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We've all had the fear of having our children kidnapped. What type of technology can I use to locate my child if they get lost or kidnapped? I'm not necessarily looking for a specific product, but rather a summary and comparison of the types of tracking products that can be used.

The factors that I would consider important are safety, cost, practicality for children ranging from infant age until 6-7 years old, and ease of use for the parent.

Update: I took out 'GPS' from the title to make the question more generic.

Update 2: Another factor that is important is concealability. How easy can the device be hidden on the child without others knowing about it (perhaps including the child themselves).

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3 Answers

  • Someone with malicious intent will remove/destroy/jam the device.
  • Someone with good intent will make sure it is working properly.

Thus, doing something like that gives bad guys the ability to track your child's movements when they are safe, meanwhile you aren't likely to have recourse if they are taken.

It seems like a net loss in security to me.

That said, if you must get such a device, make it a cell phone. GPS tracking, triangulation by tower reception in the absence of a satellite fix, connection (from which to transmit location) anywhere there is a cell tower, and the ability to call out in an emergency.

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I doubt most people would be familiar with a GPS tracking device, at least enough to destroy it... –  PearsonArtPhoto Apr 29 '11 at 3:42
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@Pearsonartphoto: They're familiar enough with those short-range locators, and the hospital anti-theft devices to remove them... you don't think the same would happen within a short time after a different device became even semi-common? –  HedgeMage Apr 29 '11 at 4:02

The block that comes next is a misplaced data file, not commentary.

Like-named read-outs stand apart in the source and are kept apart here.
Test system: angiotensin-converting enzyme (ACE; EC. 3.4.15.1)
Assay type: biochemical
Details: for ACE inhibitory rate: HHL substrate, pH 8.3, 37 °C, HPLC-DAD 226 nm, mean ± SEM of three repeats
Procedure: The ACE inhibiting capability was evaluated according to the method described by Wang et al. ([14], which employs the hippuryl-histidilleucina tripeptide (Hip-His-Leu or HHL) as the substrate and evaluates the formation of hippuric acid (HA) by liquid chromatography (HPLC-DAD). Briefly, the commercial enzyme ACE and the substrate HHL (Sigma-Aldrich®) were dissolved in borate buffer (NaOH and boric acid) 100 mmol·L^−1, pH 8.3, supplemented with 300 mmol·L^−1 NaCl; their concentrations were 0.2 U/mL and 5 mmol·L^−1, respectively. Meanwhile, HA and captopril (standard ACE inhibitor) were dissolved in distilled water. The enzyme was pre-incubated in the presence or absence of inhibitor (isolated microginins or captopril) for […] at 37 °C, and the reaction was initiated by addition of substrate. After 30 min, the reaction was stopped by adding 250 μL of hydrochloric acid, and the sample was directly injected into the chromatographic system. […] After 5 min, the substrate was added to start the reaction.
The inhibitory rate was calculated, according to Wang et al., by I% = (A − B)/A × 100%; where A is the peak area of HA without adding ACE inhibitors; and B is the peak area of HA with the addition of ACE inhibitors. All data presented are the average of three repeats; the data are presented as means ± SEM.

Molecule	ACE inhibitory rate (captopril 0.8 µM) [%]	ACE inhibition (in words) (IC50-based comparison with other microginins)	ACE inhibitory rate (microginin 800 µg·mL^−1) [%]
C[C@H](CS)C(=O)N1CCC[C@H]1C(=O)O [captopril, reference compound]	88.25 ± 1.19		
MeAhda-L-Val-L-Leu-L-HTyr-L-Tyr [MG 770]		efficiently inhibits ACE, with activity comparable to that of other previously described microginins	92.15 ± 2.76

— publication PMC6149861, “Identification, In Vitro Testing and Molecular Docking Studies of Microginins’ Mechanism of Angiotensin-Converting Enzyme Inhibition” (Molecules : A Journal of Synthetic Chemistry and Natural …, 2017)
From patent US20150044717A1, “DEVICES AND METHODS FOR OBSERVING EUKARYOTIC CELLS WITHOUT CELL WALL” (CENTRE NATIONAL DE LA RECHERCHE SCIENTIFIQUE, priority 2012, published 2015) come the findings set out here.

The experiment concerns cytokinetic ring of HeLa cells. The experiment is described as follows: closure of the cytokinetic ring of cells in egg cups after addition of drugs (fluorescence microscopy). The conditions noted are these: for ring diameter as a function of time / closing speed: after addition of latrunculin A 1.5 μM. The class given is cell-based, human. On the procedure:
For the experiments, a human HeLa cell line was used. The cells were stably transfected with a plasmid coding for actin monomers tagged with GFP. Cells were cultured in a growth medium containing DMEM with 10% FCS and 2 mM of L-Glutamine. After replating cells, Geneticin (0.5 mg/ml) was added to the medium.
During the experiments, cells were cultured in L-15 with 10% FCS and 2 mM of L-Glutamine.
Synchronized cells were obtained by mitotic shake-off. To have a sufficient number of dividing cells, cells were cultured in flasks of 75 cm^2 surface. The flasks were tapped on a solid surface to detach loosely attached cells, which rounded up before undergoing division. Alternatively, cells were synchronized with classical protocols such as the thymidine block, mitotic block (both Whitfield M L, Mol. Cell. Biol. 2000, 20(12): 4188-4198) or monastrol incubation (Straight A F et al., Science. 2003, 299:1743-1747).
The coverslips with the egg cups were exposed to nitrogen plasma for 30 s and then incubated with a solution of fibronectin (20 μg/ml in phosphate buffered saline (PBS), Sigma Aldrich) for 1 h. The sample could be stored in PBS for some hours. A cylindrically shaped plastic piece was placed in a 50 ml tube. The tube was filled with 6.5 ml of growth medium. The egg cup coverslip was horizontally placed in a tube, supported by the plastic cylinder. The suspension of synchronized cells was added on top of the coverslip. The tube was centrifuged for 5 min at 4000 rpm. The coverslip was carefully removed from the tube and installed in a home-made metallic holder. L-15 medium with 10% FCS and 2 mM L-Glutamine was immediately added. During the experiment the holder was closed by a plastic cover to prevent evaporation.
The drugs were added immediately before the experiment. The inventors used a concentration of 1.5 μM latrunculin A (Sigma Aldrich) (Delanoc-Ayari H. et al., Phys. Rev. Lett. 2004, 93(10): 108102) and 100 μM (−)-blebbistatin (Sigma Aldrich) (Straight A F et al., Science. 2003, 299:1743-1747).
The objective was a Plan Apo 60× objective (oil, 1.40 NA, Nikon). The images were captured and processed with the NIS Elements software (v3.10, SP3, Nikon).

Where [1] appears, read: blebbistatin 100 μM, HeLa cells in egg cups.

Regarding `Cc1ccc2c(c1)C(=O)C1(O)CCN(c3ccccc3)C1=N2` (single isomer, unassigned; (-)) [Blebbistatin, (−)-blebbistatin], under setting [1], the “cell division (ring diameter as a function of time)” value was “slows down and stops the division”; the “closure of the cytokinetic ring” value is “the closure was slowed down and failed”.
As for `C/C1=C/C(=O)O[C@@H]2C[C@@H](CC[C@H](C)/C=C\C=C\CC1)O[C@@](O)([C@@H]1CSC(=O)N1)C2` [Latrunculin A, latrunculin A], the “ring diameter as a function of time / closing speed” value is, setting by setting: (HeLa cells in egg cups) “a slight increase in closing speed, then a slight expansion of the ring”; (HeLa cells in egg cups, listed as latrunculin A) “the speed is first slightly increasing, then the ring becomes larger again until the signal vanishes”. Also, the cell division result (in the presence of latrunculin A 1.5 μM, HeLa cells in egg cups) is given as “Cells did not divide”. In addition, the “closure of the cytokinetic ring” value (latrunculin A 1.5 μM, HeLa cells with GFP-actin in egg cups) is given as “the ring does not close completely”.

@HedgeMage: I suppose your right. I guess anyone who'd kidnap someone would take the time to become familiar with such things... –  PearsonArtPhoto Apr 29 '11 at 4:05
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I agree: bad guys will known these devices and disable them. Good guys will more likely not know them, and would simply contact the relevant authorities regardless whether a device is used or not. –  Torben Gundtofte-Bruun Apr 29 '11 at 5:21
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If the device is concealed (a watch, shoes, sub-dermal) and only used by a small portion of the population, I don't think it would be an issue. Issues may arise where "bad guys" become aware of these technologies if the devices become pervasive. –  Javid Jamae Apr 29 '11 at 13:04
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Such devices already exist, though mainly to locate and recover stolen cars. They're about the size of a cell phone and work by a combination of GPS and cell triangulation.

Look for "carfinder." In Austria, the local automobile club offer these ad rentals if you're driving to Eastern countries:
http://www.oeamtc.at/carfinder/?id=2500%2C1142696%2C%2C
http://www.oeamtc.at/carfinder/?id=2500%2C1114220%2C%2C
(German)

Also, here's an English link to the manufacturer:
http://www.dolphin-technologies.com/&sprache=en

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If I were to get such a device, it would have the following characteristics:

  1. It should be useful for something else.
  2. It should look like another device, maybe a watch, stopwatch, jewelry, etc.
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Please write this as a comment, not an answer. –  Javid Jamae Apr 29 '11 at 12:56
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I think it's a useful answer. –  Lennart Regebro Apr 29 '11 at 13:16
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